That meeting was standing room only, with dozens of community members and pastors filling the chambers. They can't see the future, but they know what kind of businesses they don't want in it. "I do think we have a right to say what businesses come to our community and we as a Christian community, we feel this is not a business we want in our community," said Selma pastor Dale Davis.
The issue came to the council's attention after a Fresno County palm reader approached the city, trying to move her business within city limits. Her husband attended Monday's meeting, asking for a chance. "All we're asking from the community is not to judge us from others," said Steve Ortiz.
Selma took up the ordinance after finding out their current ordinance from 1979 was ruled unconstitutional more than 25 years ago. A Bakersfield attorney attended the meeting in support of the business owner. H. Dennis Beaver called the opposition hysteria and said and said First Amendment rights are on the line. "If it acts out of religious motivation instead of adopting a fair ordinance in favor of an honest business owner, they're going to find themselves in trouble," said Beaver.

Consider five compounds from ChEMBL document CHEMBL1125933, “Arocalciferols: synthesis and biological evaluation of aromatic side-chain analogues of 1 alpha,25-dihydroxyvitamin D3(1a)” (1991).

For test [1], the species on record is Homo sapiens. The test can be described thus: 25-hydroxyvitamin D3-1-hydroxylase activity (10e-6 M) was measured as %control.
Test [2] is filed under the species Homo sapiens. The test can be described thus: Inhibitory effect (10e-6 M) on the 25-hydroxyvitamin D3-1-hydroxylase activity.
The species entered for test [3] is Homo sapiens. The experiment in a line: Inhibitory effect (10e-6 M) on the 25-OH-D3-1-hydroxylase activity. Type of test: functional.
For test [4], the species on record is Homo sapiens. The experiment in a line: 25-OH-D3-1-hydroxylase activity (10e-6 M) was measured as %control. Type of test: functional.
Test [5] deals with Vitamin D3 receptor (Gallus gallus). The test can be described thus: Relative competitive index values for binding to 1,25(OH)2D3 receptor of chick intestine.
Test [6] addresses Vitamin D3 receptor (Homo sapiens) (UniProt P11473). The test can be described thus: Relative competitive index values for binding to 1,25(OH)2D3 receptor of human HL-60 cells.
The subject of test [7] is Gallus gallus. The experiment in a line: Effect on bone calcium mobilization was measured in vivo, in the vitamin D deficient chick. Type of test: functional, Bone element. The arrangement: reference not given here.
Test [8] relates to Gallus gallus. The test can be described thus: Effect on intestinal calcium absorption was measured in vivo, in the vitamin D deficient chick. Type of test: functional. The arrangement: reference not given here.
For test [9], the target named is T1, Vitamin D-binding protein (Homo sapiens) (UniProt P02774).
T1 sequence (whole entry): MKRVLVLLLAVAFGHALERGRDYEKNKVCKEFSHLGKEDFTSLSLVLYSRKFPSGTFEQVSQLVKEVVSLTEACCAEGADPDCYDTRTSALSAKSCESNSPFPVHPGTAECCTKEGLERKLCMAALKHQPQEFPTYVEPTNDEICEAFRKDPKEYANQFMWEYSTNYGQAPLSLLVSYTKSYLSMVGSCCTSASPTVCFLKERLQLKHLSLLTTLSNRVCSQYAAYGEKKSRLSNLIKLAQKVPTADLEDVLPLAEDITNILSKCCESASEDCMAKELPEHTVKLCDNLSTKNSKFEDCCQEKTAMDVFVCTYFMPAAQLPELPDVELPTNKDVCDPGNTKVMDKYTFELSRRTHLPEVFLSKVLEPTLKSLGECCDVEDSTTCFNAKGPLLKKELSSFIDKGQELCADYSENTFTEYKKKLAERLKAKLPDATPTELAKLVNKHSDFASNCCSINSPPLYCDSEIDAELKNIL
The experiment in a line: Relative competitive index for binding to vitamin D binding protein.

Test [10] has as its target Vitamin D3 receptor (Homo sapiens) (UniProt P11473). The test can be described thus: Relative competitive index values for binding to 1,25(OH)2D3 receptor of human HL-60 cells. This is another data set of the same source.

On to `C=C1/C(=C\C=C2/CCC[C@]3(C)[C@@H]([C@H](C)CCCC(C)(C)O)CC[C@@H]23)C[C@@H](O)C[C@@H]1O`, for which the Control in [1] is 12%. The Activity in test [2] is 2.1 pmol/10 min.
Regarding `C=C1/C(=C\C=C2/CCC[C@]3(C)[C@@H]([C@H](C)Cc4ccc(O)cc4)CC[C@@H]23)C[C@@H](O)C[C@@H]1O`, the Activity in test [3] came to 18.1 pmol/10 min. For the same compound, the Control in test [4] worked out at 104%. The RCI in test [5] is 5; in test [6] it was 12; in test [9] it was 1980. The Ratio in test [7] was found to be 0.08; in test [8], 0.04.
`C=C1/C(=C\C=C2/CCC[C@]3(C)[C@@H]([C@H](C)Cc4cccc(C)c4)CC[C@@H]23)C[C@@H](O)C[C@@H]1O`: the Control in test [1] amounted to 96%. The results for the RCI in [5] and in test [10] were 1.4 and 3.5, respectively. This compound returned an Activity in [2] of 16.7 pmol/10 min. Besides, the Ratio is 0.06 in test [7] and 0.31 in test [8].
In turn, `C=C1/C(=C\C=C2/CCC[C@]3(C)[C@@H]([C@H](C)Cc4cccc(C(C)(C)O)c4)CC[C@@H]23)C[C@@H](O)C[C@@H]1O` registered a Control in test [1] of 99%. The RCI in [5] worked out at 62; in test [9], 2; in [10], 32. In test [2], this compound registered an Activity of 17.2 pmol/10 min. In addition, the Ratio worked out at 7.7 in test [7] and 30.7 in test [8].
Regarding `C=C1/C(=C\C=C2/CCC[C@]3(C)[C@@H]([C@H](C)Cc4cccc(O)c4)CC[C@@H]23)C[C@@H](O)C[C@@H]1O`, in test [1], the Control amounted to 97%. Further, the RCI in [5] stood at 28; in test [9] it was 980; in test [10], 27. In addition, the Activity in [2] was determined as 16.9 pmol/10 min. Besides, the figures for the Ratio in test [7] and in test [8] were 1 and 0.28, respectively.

At least one city leader seemed to indicate he's ready for a fight. Dennis Lujan almost challenged the business as he urged it to go elsewhere. "You're not welcome here, period. God forbid you open up here because you're not going to have any business and these guys are crazy enough to picket you," said Lujan.
The palm reader's husband said he and his wife were still planning on moving forward, despite the opposition voiced at the meeting.
In the meantime, the city council will be working with the planning commission and the public, trying to come up with some additional regulations and restrictions on how and where these businesses will be able to operate.